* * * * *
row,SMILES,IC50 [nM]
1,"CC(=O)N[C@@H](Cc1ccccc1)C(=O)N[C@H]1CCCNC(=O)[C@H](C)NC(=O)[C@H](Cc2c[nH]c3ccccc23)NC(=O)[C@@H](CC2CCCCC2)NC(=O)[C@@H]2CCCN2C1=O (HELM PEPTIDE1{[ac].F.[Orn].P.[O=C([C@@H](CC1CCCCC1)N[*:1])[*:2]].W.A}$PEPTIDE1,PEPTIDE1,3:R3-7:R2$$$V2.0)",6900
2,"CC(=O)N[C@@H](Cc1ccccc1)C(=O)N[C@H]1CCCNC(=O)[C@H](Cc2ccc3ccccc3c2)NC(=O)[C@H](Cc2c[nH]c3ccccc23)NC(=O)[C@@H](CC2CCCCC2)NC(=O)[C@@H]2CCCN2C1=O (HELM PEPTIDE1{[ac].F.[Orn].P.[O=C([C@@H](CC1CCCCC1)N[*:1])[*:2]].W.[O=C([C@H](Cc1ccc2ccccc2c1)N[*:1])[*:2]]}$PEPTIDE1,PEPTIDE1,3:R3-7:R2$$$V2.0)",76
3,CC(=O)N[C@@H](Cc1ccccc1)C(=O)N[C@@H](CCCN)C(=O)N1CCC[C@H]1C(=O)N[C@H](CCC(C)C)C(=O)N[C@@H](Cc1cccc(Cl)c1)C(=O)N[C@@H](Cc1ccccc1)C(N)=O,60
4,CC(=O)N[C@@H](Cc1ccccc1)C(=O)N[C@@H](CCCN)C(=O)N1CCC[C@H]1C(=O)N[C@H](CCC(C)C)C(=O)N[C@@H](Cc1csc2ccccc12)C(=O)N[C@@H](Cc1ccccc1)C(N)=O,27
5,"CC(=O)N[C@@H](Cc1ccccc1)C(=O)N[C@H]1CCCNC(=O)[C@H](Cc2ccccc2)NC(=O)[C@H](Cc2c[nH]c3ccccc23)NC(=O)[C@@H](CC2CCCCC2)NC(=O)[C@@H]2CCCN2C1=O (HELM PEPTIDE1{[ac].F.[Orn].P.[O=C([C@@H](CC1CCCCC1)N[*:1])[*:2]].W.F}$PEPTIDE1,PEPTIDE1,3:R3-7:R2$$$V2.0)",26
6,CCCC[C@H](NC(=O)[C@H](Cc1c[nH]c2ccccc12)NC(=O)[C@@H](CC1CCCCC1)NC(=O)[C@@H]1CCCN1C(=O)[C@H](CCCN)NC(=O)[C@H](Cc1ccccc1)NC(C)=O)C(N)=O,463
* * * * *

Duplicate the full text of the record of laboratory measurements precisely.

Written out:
row,SMILES,IC50 [nM]
1,"CC(=O)N[C@@H](Cc1ccccc1)C(=O)N[C@H]1CCCNC(=O)[C@H](C)NC(=O)[C@H](Cc2c[nH]c3ccccc23)NC(=O)[C@@H](CC2CCCCC2)NC(=O)[C@@H]2CCCN2C1=O (HELM PEPTIDE1{[ac].F.[Orn].P.[O=C([C@@H](CC1CCCCC1)N[*:1])[*:2]].W.A}$PEPTIDE1,PEPTIDE1,3:R3-7:R2$$$V2.0)",6900
2,"CC(=O)N[C@@H](Cc1ccccc1)C(=O)N[C@H]1CCCNC(=O)[C@H](Cc2ccc3ccccc3c2)NC(=O)[C@H](Cc2c[nH]c3ccccc23)NC(=O)[C@@H](CC2CCCCC2)NC(=O)[C@@H]2CCCN2C1=O (HELM PEPTIDE1{[ac].F.[Orn].P.[O=C([C@@H](CC1CCCCC1)N[*:1])[*:2]].W.[O=C([C@H](Cc1ccc2ccccc2c1)N[*:1])[*:2]]}$PEPTIDE1,PEPTIDE1,3:R3-7:R2$$$V2.0)",76
3,CC(=O)N[C@@H](Cc1ccccc1)C(=O)N[C@@H](CCCN)C(=O)N1CCC[C@H]1C(=O)N[C@H](CCC(C)C)C(=O)N[C@@H](Cc1cccc(Cl)c1)C(=O)N[C@@H](Cc1ccccc1)C(N)=O,60
4,CC(=O)N[C@@H](Cc1ccccc1)C(=O)N[C@@H](CCCN)C(=O)N1CCC[C@H]1C(=O)N[C@H](CCC(C)C)C(=O)N[C@@H](Cc1csc2ccccc12)C(=O)N[C@@H](Cc1ccccc1)C(N)=O,27
5,"CC(=O)N[C@@H](Cc1ccccc1)C(=O)N[C@H]1CCCNC(=O)[C@H](Cc2ccccc2)NC(=O)[C@H](Cc2c[nH]c3ccccc23)NC(=O)[C@@H](CC2CCCCC2)NC(=O)[C@@H]2CCCN2C1=O (HELM PEPTIDE1{[ac].F.[Orn].P.[O=C([C@@H](CC1CCCCC1)N[*:1])[*:2]].W.F}$PEPTIDE1,PEPTIDE1,3:R3-7:R2$$$V2.0)",26
6,CCCC[C@H](NC(=O)[C@H](Cc1c[nH]c2ccccc12)NC(=O)[C@@H](CC1CCCCC1)NC(=O)[C@@H]1CCCN1C(=O)[C@H](CCCN)NC(=O)[C@H](Cc1ccccc1)NC(C)=O)C(N)=O,463